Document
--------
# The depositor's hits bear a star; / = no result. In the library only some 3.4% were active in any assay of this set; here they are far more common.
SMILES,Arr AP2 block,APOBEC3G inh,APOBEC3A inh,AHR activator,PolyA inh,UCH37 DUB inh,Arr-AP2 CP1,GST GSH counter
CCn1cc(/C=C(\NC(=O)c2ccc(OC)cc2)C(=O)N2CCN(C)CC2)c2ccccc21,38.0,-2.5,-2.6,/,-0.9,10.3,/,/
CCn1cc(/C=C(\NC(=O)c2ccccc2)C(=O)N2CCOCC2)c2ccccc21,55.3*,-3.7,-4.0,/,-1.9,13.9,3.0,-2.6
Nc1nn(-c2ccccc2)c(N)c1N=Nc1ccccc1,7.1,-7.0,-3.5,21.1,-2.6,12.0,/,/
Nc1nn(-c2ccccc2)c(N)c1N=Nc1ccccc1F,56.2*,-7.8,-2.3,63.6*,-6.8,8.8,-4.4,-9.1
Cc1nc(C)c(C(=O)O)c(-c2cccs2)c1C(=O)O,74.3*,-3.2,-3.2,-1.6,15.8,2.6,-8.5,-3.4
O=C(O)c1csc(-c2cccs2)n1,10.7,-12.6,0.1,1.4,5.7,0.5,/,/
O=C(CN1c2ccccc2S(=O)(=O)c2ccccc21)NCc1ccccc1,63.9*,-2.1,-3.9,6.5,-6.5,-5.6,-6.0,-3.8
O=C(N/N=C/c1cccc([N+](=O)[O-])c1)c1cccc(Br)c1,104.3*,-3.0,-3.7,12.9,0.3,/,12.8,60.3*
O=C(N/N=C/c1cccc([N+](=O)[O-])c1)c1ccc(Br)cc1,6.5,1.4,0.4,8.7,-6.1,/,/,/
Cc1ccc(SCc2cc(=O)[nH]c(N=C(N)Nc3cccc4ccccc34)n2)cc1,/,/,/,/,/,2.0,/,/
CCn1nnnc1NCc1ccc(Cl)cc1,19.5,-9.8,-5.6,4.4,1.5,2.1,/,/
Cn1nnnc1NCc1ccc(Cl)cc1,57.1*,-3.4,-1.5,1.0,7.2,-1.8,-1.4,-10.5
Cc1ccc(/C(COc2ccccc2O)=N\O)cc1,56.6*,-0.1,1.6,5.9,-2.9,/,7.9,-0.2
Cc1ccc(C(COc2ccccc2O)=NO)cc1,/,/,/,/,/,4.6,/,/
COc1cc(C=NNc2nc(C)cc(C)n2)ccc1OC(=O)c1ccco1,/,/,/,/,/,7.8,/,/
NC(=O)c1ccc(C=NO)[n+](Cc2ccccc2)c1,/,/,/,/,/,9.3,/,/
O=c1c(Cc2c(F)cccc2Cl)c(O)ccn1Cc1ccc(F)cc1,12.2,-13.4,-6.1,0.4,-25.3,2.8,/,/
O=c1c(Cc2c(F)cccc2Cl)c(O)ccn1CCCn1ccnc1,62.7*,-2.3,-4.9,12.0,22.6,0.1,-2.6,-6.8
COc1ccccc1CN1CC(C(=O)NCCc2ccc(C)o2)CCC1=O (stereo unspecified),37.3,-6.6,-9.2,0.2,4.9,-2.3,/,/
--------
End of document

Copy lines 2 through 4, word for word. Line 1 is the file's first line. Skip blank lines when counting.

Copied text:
SMILES,Arr AP2 block,APOBEC3G inh,APOBEC3A inh,AHR activator,PolyA inh,UCH37 DUB inh,Arr-AP2 CP1,GST GSH counter
CCn1cc(/C=C(\NC(=O)c2ccc(OC)cc2)C(=O)N2CCN(C)CC2)c2ccccc21,38.0,-2.5,-2.6,/,-0.9,10.3,/,/
CCn1cc(/C=C(\NC(=O)c2ccccc2)C(=O)N2CCOCC2)c2ccccc21,55.3*,-3.7,-4.0,/,-1.9,13.9,3.0,-2.6